Monday, July 15, 2019


That statement in the headline above, which doubles as the title of this new Romanian movie, are the words of Marshal Ion Antonescu (shown on the TV screen in photo, bottom), Romania’s military dictator, to the Council of Ministers during the summer of 1941 that is said to have begun the ethnic cleansing on the Nazi's Eastern Front during World War II.

The movie itself tracks the fictional planning and execution of a particular outdoor theatrical celebratory event to take place in present-day Romania that is being put together by a certain talented, intelligent, and very driven young woman.

I DO NOT CARE IF WE GO DOWN IN HISTORY AS BARBARIANS is the creation of the very real and also very talented Romanian filmmaker Radu Jude (shown at left, of Aferim! & Scarred Hearts), who again shows us how unusually creative he can be while simultaneously breaking some cinematic rules that many of us probably hold quite dear. His long (two hours and 20 minutes) but never boring (for thoughtful audiences, at least) movie is jam-packed with discussions -- political, philosophical, biblical, historical -- by that young woman and her associates, her married boyfriend and especially the evidently high-level muckety-muck who formerly OKed her project but is now having second thoughts about the wisdom of it all.

If these discussions were not enough of a problem (come on, come on: where's the car chase?), the movie assumes an interest in Romanian history, of which we get quite a lot. By virtue of the fact that Romanian history is so very like so much of European history -- especially concerning the round-up, persecution and murder of the Jewish population -- that assumption turns out to be dead-on.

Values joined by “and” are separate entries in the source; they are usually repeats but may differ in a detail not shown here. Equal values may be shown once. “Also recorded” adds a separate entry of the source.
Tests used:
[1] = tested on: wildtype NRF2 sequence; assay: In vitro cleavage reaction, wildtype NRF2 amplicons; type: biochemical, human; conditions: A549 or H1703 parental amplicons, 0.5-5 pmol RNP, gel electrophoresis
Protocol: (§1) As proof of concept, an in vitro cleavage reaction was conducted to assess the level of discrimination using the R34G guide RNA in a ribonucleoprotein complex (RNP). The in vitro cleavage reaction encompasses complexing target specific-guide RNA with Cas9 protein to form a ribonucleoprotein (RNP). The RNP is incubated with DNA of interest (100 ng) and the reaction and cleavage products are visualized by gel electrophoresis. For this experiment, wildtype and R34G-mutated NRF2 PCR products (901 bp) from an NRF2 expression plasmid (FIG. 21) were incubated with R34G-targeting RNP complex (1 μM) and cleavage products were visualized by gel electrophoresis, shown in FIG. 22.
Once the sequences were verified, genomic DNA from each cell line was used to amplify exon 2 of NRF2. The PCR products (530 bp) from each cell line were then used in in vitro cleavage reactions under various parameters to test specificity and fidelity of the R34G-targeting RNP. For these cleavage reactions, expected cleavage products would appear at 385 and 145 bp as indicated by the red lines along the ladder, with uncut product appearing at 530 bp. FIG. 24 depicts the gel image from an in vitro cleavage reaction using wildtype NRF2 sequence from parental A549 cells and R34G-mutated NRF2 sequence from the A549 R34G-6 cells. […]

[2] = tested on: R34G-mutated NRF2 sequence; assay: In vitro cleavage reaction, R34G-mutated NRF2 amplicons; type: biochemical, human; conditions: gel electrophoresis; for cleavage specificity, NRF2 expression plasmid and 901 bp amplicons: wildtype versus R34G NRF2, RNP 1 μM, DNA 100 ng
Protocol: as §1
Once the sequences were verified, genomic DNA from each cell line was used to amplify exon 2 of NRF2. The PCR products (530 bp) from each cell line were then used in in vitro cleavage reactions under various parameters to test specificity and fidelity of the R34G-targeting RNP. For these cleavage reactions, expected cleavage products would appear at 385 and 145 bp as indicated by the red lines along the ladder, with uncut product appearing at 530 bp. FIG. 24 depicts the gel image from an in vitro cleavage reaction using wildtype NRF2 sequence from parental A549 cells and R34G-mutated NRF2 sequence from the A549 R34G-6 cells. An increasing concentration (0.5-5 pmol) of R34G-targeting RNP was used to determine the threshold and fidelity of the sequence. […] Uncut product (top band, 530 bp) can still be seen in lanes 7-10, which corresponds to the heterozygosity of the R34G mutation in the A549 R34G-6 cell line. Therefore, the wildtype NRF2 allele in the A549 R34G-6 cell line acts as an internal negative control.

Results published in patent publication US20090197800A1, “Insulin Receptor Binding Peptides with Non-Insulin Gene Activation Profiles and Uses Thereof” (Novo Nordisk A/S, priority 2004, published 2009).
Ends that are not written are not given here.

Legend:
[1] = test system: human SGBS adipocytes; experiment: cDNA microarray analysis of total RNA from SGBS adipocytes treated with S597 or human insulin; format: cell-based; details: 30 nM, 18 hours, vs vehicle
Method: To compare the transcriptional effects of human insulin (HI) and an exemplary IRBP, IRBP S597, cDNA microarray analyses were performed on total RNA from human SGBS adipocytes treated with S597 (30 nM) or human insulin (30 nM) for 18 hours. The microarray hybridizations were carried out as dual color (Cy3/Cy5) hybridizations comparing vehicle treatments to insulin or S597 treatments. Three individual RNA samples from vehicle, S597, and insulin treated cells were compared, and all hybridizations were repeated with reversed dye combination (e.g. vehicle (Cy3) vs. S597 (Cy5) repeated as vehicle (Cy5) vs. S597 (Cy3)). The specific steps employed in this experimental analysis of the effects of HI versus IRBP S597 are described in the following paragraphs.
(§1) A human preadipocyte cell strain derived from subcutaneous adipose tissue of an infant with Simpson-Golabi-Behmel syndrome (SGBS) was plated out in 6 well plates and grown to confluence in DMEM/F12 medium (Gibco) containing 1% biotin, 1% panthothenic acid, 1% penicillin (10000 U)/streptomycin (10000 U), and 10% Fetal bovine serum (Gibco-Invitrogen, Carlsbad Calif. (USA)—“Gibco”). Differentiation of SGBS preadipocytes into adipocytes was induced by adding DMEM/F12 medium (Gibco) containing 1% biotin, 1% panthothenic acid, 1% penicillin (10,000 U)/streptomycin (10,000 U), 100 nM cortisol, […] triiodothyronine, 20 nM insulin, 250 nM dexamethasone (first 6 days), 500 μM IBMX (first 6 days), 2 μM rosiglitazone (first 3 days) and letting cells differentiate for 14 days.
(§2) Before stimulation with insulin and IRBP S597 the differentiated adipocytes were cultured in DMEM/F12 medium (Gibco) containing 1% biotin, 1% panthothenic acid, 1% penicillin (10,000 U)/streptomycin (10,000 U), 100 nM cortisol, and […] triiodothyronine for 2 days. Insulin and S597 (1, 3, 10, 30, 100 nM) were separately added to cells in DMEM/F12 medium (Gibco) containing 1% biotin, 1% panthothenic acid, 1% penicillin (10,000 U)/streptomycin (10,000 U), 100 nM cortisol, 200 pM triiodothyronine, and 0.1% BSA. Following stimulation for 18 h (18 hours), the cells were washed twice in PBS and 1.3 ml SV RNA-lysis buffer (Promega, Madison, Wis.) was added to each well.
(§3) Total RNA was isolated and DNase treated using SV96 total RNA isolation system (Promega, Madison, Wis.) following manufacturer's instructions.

Our heroine is given such a fine and feisty performance by Ioana Iacob (shown above, center, and below, right) that we are almost immediately in her clutches. She's not simply smart and talented; she also cares about what she is doing to the extent that she'll risk her career, such as it is, to make sure her intentions -- showing her country its unvarnished past, genocides and all (Romania is said to have gladly exterminated more Jews than any other European country save Nazi Germany, together with Hitler's own homeland, Austria).

The movie is full of irony (atop and inside other ironies) so that even when dealing with the most awful portions of Romanian history, dark humor proliferates. And Jude films his provocative discussions in every possible place, including bedside, with his heroine and her boyfriend nude and full-frontal, even as they argue.

How the final event plays out -- we see it in all its detailed "glory" --  is also awash in irony. I won't go into specifics but will say that the movie in one big way disappoints because, if it was obvious to me (and probably will be to you) how things will turn out, this makes the expectations of both the heroine and her main detractor seem rather naive and ridiculous. If we so readily know, how could they not?

Still, I Do Not Care If We Go Down in History as Barbarians proves a rich, ripe history lesson as well as a morality tale about why a country needs to know and confront its own history, including the worst of it. God knows America still has this lesson to learn, as do more and more of the world's other homelands -- even as a sleazy, stupid nationalism continues to overwhelm their thinking populaces via jingoistic demagogues.

From Big World Pictures, in Romanian with English subtitles, the movie opens this Friday, July 19, in New York City at the IFC Center, and the following Friday, July 26, in the Los Angeles area at Laemmle's Monica Film Center. Another five cities have theatrical screenings in the weeks to come. Click here (then scroll down) to see all currently scheduled playdates, cities and theaters.

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